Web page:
Today we take a look at the lie that is reality of land redistribution. Here's one real life experience...Remember the once magnificent and highly successful Lipton Tea Plantation near Tzaneen area of the Limpopo Province?
HISTORY - summary of the plantation's grand past.
The plantation was operated by international tea maker Lipton since the 1960's, but the company left in 2006 when the land was returned to the people, through the Mamphoku Makgoba Community Trust, as part of South Africa’s "land redistribution program".Lipton had been supported in its efforts by the Industrial Development Corporation (IDC), a state-owned finance institution that was set up in the 1940s to encourage industry development and promote economic growth.Although the plan was to yield monetary value, the Sapekoe Tea Estate project was supposed to see a majority of the people in the community – which has a high unemployment and illiteracy rate – secure jobs, with profits from the business going towards the trust. The IDC was also at the time involved in the Sapekoe community project.The estate’s revamp was spearheaded by the Greater Tzaneen Economic Development Agency (GTEDA), which is (was) owned by the Greater Tzaneen Municipality and was established in 2007 with a focus on development work and job creation in the area.With the initial funding of R15-million (US$1.7-million) at the time, from the Limpopo Department of Agriculture, explained Gteda CEO Kwena Maphoto, “we started with the pruning of the trees and are now rehabilitating them.
”THERE WAS SUPPOSED TO BE A TEA POT FULL OF DREAMS AND OPPORTUNITIES but....
Agriculture was a key economic driver for the Tzaneen region, and thus had the most potential for job creation.The 1 000-hectare Sapekoe property consisted of the Middelkop and Grenshoek tea estates. In addition to funding from the provincial government, the project also received an additional R9-million ($1-million) through the Limpopo Agri-business Development Corporation in 2012 to improve the condition of the existing tea trees.Maphoto said the company, once in operation, had a number of possible offshoots that include producing organic tea and iced tea, as well as the processing and packaging of various brands of tea.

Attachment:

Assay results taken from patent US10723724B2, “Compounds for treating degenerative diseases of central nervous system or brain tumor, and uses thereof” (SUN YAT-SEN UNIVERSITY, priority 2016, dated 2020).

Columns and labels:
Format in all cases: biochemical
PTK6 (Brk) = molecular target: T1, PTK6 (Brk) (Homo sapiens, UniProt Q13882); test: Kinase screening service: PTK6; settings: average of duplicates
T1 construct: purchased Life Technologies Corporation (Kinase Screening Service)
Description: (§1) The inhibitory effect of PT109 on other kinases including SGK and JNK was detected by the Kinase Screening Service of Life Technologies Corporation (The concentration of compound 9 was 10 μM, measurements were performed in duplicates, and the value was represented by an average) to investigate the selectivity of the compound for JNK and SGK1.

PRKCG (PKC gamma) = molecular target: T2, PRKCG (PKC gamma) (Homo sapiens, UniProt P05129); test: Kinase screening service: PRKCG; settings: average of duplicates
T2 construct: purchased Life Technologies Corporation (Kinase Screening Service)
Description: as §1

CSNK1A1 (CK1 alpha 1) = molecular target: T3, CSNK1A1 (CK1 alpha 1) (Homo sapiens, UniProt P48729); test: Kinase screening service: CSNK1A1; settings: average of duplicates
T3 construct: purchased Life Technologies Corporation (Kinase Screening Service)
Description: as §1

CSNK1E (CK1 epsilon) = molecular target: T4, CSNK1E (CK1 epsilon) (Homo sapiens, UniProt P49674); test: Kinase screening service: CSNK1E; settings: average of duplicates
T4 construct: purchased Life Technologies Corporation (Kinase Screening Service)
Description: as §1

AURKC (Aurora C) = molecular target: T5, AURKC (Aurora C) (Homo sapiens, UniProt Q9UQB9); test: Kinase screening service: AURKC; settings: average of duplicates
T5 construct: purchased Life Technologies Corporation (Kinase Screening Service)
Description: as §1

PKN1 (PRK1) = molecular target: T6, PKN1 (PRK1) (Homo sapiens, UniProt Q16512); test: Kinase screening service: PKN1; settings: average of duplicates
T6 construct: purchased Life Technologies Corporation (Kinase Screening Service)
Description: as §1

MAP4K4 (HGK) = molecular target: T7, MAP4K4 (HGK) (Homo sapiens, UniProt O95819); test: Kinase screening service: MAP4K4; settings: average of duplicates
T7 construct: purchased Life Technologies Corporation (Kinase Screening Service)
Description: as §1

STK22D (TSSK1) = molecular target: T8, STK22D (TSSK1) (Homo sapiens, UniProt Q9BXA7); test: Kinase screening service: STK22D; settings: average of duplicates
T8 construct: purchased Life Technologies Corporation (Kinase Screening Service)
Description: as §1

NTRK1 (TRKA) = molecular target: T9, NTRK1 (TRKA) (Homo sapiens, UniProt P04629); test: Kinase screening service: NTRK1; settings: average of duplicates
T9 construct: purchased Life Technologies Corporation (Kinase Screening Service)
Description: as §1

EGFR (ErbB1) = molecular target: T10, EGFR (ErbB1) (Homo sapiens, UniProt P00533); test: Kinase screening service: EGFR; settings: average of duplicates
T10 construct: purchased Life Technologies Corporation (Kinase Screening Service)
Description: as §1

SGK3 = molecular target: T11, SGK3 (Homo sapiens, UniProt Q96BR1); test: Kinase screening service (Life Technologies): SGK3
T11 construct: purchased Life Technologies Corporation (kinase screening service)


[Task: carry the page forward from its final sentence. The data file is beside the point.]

“There was also the possibility of tea garden tourism, and the diversification of the estate into forestry and avocado production.
A FEASIBLE VENTURE. Well that was the general idea if only the plan had worked.
TODAY... More than 2,000 workers have lost their jobs in the South African “land reform” project — which seizes white farms and hands them over to Africans — as one of the country’s largest tea plantations, formerly run by Lipton Teas International, has totally collapsed into weeds after less than ten years in black hands:This is not the first such “land restitution” program to have collapsed under the ANC’s rule. As pointed out in the book “The Great South African Land Scandal,” African rule has been disastrous for agriculture in South Africa: in 2007, thirteen years after adopting black rule, South Africa became a net food importer for the first time since its founding in 1652.
LAND REFORM AND LAND REDISTRIBUTION IN SOUTH AFRICA IS A LIE.
*NOTE FROM ADMIN* We struggled to find a suitable link for this back story of much significance to so-called "Land Re-form and Redistribution in South Africa. We can only hope the link opens for our viewers. Admin recommends to conduct the research on historic land reform and land redistribution in South Africa. for interest and additional information.
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